Google is shutting down its free consumer version of Google+ social networking platform according to...

Google is shutting down its free consumer version of Google+ social networking platform according to Ben Smith, Google Fellow and Vice President of Engineering

Well if so (the Google+ team has been quiet about it today), after Google Reader was shut down, it would be quite clear that Google is not committed to making something work through thick and thin. Luckily I've already replicated most of my posts elsewhere but imagine if I had not? I'd have lost all the content that I had worked years on. Yes, I'm sure we can download it but how do you use it elsewhere? What Google does not seem to get is that its users spend a lot of time they invest in their services and content creation... You lose the goodwill of your users who made you what you are.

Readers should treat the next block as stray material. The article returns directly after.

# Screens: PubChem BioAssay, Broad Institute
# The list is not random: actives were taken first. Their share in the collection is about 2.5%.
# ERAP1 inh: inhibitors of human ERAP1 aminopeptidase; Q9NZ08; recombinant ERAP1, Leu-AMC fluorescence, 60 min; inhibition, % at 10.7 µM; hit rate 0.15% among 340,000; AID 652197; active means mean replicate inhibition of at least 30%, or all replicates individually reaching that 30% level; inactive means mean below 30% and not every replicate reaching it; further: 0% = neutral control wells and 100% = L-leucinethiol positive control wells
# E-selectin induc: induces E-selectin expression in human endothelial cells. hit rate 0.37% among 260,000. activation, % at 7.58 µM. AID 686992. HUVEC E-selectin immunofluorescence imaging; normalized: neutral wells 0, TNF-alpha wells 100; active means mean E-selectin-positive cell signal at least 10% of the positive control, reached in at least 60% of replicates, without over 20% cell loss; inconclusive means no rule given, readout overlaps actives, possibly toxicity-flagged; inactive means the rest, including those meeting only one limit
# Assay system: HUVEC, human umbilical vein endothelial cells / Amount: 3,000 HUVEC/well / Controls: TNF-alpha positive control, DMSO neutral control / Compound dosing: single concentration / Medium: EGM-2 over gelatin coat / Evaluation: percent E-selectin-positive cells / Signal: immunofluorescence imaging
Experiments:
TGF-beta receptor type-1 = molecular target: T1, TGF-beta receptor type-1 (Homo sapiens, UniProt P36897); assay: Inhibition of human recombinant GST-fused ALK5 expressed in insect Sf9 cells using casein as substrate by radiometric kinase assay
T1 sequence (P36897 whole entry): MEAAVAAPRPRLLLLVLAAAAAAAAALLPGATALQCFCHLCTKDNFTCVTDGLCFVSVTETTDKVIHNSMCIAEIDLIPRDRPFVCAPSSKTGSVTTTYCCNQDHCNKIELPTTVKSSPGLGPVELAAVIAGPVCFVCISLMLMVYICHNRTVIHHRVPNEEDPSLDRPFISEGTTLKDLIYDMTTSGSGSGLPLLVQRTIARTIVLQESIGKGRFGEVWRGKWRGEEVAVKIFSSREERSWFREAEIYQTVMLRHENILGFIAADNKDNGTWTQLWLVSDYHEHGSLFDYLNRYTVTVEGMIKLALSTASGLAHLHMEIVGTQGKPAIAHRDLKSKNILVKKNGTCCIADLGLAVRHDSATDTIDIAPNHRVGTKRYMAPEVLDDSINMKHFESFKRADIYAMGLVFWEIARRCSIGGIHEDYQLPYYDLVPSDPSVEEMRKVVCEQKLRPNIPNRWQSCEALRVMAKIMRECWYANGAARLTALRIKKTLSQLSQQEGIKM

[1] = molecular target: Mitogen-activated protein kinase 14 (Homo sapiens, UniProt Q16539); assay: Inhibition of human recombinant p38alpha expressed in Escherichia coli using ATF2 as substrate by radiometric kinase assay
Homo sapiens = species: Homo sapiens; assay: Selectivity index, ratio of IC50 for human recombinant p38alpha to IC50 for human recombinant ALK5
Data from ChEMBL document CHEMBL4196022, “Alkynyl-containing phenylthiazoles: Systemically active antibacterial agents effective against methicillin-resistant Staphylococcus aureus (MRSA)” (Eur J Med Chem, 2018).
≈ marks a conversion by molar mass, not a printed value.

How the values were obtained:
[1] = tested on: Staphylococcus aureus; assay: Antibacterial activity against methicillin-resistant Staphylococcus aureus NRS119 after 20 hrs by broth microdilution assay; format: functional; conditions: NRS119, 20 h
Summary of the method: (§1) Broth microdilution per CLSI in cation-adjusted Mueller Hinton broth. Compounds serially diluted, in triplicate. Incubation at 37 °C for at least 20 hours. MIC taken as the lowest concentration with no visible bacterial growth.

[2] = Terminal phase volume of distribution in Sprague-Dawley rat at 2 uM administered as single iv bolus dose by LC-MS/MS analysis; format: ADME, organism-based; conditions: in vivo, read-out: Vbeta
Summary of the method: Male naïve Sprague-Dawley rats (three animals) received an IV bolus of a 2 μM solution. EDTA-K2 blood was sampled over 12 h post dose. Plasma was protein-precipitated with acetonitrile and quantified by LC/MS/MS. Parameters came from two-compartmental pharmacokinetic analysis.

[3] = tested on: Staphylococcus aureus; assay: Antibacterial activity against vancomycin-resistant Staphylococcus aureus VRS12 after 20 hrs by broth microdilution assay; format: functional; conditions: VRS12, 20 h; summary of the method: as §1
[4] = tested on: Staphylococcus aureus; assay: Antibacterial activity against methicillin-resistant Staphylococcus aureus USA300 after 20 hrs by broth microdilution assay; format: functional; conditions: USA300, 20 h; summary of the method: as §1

It makes me realise I should probably also start insuring myself against Gmail being shut down one day. If you want to be sure you keep your content the best way is to probably run it yourself and not rely on any "free" online service. And nmo there is no ways I would recommend my employer using a paid G+ service - I'd push for a self-hosted onsite collaboration platform that we can keep going if no other companies exiost on Earth...

We do know nothing is permanent in the world of corporate sponsored services - it lasts as long as they see profit and don't get bought out by someone else.

If G+ goes off the air you can still follow me at:
- Mastodon at
- Find my searchable posts on my blog at
- Friendica at
- Or just follow my RSS feed at

Rest assured I'll still be around ad-free through thick and thin. You may just not find me on Gmail though in future and I won't be going back to Facebook that is for sure ;-)



Project Strobe: Protecting your data, improving our third-party APIs, and sunsetting consumer Google+
Findings and actions from Project Strobe—a root-and-branch review of third-party developer access to Google account and Android device data and of our philosophy around apps’ data access.

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